From a content marketing perspective, providing a personalized experience is a double-edged sword. On one hand, providing personalized content and search contributes to the efficiency of content consumers, on the other hand, the results are narrowed down without users’ knowledge, awareness, and consent. There certainly are times when consumers would like to see the narrowed down options for the sake of saving time. This approach works perfectly especially in the scenarios when people have a sense of what they want and would like to get straight to the point. There are also times when they want to know what the virtual world has to offer to them.

As much as we consumers like personalized experiences and tailored search results, we need to know what our options are. In fact, 77% would trust businesses more if they explained how they’re using personal information to improve their online experience. With this in mind, not to contribute to a sense of distrust, brands may take an approach where they explain why the specific content or product is being recommended. Amazon, for instance, provides a button saying “Why recommended?” alongside its personalized recommendations. When a visitor clicks on that the platform shows the triggering factors such as previous purchases or information given to them and more importantly, it also allows them to opt to not include a specific purchase or information for the future recommendations.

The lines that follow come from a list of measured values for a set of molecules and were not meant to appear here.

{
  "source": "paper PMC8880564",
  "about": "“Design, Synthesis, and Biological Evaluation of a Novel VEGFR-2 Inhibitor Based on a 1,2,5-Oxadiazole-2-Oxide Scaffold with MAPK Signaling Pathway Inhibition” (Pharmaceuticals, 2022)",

As HSBC’s former head of marketing in EMEA Philip Mehl had once said: “Marketing used to be a creative challenge but it’s a data challenge now.” To me, this type of approach that Amazon has taken is not only fair and valuable for consumers but also it establishes brand’s good intentions and skills in their personalization marketing strategy in such an organic way.

My POV